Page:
Elle Royal, formerly known as Patwa, was born in the Bronx, New York to Jamaican parents of Indian and Irish descent. At four years old, her parents divorced, leaving her to be raised by her mother in the Wakefield area of the Bronx. In search of a safer place to raise her children, Elle’s mother re-located Elle to Lawrenceville, Georgia where Elle completed high school and later college at Georgia State University.
Elle always had a love for music and a love for writing. As a young girl, she recorded herself over tape decks and mimicked the rhymes of Mase, Biggie, and TLC. As she grew older, she studied the rhymes of Jay-Z, Mobb Deep, Queen Latifah, and AZ. Although always interested in music, Elle never took her interests seriously. She grew up aspiring to play professional basketball and thus spent her time chasing athletic dreams. While playing basketball for her high school team, Elle spent many nights engaged in the process of making music at a cousin’s studio nearby. While watching other artists craft rhymes and record, Elle fell in love with the idea of expressing herself using wordplay and finesse. Elle slowly began to envision herself as more than just a lover of music.
Elle bought a home studio where she recorded her music simultaneously posting new songs on Myspace. It was on Myspace that her current manager saw Elle, and began working with her on her first mixtape.
After returning to the Bronx (under the rap name Patwa), Elle began working on her 1st official mixtape “One Gyal Army”. While working on her debut mixtape, Elle felt fortunate to be recognized by Hip Hop legends such as Erick Sermon. Erick was featured on her debut mixtape while Elle received production from legendary, Mad Lion.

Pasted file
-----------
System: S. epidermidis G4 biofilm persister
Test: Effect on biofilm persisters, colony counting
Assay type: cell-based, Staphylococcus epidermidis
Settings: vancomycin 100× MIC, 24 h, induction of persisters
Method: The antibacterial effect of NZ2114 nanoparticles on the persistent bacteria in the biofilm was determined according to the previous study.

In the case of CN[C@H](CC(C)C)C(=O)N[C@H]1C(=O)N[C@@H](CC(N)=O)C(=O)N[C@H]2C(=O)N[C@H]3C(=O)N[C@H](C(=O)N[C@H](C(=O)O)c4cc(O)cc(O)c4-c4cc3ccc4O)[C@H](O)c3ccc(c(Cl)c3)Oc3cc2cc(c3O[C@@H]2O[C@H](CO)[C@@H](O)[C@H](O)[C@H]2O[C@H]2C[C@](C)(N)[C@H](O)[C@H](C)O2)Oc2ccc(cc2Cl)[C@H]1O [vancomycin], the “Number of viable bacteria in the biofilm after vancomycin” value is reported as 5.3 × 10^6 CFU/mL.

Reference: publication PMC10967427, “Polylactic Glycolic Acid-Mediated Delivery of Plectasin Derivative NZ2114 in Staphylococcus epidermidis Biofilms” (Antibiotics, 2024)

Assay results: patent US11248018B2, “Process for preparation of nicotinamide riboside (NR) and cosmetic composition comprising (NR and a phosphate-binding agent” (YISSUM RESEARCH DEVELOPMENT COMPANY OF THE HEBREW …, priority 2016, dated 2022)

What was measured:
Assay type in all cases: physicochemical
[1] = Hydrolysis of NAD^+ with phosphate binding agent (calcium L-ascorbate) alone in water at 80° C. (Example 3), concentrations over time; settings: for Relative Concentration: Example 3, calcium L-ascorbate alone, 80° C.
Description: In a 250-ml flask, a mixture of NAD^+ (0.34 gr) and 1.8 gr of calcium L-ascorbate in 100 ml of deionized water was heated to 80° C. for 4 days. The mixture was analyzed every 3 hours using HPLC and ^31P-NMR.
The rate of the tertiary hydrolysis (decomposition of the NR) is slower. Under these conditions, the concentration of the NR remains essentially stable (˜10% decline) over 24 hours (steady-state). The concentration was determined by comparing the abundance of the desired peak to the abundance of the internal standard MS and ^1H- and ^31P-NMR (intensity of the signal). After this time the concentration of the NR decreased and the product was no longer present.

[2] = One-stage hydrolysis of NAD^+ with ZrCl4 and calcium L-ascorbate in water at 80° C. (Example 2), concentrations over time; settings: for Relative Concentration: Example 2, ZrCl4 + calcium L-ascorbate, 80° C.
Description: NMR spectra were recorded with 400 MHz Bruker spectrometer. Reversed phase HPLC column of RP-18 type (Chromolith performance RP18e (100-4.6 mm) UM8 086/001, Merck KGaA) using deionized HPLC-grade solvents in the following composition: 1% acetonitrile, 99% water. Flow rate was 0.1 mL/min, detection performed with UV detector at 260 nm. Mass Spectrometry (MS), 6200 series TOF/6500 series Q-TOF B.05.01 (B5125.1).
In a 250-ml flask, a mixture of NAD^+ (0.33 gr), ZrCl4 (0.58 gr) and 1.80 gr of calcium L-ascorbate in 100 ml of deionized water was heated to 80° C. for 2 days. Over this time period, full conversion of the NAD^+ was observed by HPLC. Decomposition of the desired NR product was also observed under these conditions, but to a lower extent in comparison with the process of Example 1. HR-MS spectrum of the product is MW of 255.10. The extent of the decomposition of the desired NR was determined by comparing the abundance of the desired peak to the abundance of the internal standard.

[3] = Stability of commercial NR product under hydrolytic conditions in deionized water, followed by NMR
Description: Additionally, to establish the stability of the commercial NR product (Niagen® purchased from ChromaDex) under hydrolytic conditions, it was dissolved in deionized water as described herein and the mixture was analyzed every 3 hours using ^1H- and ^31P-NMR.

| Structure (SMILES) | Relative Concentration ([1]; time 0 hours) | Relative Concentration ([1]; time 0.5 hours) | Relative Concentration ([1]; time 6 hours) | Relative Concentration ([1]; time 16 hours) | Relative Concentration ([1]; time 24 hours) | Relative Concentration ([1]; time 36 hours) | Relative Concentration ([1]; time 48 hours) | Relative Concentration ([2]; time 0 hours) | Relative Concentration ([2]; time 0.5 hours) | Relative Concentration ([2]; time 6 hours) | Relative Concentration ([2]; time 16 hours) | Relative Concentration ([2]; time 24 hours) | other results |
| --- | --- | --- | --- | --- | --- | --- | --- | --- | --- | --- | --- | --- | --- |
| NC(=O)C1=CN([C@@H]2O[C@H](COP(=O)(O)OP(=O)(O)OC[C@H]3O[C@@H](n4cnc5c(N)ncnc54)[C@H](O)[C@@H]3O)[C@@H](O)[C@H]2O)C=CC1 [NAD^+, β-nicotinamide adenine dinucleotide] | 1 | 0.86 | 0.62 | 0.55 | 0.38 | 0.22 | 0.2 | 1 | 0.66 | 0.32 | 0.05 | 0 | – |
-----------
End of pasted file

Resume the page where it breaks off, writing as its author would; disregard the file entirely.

Although Elle’s popularity began to soar exponentially, Elle displayed unhappiness in an industry that she felt was boxing her into a niche. Feeling hindered, Elle withdrew from music in an effort to revamp her music career by transforming her sound and name in a way that she felt would be more reflective of her versatility and talents.
After 2 years of mastering her sound, Elle returned to the hip-hop scene, but only under her terms. Elle changed her emcee name to Elle Royal (meaning “She Royal” in French) to reflect her first name, Danielle, and her eagerness to bring respect back to the female. As Elle explains, “We as women are Queens, and I needed a name to reflect that.” Elle then aimed to create a sophisticated sound and image that she believed would challenge her listeners to think outside of their own neighborhoods. “I just want people to want the finer things out of life and to not think that the only options you have are to sell drugs or dance to achieve those things.” “I want women to aspire to obtain things on their own, and value their independence rather than depend on anyone to do these things for them.”